Request Flow Map
Request flow maps combine two key features of Datadog APM: the service map and live exploring, to help you understand and track request paths through your stack. Quickly identify noisy services and choke points, or how many database calls are generated by a request to a specific endpoint.
No additional configuration is required to use these flow maps, and they are powered by your ingested spans. Scope your LIVE (last 15 minutes) traces to any combination of tags and generate a dynamic map that represents the flow of requests between every service. The map is automatically generated based on your search criteria, and will regenerate live after any changes.
Navigating the request flow map
Hover over an edge that connects two services to see metrics for requests, errors, and latency for requests between those two services that match the query parameters.
The highest throughput connections are highlighted to show the most common path.
Click Export to save a PNG image of the current request flow map. This is a great way to generate a live architecture diagram, or one scoped to a specific user flow.
Click any service on the map to view overall health and performance information for that service (throughput, latency, error rates, monitor status), along with infrastructure and runtime metrics.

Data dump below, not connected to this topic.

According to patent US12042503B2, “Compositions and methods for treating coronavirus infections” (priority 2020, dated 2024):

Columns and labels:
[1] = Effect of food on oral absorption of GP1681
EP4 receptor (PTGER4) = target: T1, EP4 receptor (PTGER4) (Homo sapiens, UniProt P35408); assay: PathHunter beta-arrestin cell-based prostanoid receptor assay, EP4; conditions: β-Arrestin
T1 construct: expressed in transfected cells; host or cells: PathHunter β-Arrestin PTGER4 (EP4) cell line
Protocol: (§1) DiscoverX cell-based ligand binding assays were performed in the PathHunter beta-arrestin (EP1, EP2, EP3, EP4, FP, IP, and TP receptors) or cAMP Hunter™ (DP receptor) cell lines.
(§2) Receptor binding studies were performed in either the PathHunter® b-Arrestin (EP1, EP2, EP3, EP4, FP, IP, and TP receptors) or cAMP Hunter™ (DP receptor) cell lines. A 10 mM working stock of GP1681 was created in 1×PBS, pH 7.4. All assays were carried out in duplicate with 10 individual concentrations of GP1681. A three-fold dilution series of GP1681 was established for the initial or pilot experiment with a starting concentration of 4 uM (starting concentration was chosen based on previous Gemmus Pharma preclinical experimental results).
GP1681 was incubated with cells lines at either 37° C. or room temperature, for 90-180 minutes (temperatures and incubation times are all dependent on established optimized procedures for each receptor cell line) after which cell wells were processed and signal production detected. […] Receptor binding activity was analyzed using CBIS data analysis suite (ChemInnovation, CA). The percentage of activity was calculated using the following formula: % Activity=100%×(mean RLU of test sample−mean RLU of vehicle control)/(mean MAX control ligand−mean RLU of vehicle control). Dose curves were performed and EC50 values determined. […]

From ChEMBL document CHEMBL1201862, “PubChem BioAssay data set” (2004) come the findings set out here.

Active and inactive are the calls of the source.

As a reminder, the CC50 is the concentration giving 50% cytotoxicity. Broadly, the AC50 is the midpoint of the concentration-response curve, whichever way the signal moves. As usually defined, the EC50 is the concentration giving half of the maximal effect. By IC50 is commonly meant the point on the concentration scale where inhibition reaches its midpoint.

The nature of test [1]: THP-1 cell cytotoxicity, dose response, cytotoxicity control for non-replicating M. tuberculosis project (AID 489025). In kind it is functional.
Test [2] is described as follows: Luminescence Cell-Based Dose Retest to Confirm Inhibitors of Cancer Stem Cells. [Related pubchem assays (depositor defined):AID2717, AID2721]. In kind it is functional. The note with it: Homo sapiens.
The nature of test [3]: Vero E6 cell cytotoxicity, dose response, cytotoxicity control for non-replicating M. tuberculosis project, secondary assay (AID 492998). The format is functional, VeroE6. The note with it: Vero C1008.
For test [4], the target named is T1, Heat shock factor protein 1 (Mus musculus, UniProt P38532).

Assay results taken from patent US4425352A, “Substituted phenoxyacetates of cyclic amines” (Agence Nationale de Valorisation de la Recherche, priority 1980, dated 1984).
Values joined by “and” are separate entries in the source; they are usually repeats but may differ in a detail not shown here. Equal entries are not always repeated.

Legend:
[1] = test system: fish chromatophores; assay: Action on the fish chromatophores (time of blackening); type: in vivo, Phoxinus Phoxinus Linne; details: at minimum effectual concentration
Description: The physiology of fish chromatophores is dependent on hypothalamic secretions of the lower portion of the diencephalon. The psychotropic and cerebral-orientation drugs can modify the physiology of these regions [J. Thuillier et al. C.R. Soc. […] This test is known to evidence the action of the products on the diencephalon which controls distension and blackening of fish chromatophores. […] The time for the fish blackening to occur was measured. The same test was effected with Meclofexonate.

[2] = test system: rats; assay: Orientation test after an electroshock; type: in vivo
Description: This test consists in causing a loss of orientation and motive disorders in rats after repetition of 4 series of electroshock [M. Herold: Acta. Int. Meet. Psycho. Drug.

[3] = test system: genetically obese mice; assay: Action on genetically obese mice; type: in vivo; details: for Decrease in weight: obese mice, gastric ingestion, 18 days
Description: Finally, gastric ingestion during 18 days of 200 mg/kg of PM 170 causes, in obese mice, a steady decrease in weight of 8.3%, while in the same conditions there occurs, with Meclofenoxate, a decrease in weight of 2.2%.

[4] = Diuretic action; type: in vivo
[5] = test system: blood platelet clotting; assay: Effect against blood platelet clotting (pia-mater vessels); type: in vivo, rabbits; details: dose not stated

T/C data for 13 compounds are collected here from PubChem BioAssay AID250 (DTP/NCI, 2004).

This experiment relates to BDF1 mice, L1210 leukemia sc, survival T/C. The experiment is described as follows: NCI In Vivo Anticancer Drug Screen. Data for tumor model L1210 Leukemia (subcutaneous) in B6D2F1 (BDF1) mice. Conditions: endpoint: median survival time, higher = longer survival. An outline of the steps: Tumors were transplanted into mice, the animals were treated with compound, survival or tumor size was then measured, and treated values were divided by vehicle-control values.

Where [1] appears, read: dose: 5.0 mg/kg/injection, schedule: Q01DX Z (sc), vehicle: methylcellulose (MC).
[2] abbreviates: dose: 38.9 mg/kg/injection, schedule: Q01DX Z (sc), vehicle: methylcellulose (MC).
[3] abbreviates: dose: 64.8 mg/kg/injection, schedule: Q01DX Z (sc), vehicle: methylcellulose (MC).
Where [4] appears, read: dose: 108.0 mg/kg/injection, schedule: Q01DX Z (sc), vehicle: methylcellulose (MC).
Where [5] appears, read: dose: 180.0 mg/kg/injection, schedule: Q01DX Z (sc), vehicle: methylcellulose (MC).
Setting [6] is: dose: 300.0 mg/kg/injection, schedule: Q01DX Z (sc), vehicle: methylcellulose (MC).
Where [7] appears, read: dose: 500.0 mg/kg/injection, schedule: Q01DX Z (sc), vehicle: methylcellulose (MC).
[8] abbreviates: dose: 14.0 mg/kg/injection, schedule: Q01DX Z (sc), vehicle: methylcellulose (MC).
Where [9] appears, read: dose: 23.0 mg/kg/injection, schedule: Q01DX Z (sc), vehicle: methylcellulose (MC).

The map automatically selects an appropriate layout based on the number of services present, and you can click Cluster or Flow to switch between the two available layouts.
RUM Applications are represented on the request flow map if you have connected RUM and Traces.
Try the request flow map in the app. To get started, scope a simple query such as a single service or endpoint.
Use the request flow map to investigate your application’s behavior:
Search for a resource that corresponds to a particular HTTP request.
If you use shadow deployments or feature flags set as custom span tags, use the map to compare request latency between requests. This is a great pre-production complement to deployment tracking to observe how potential code changes will impact latency of deployed versions.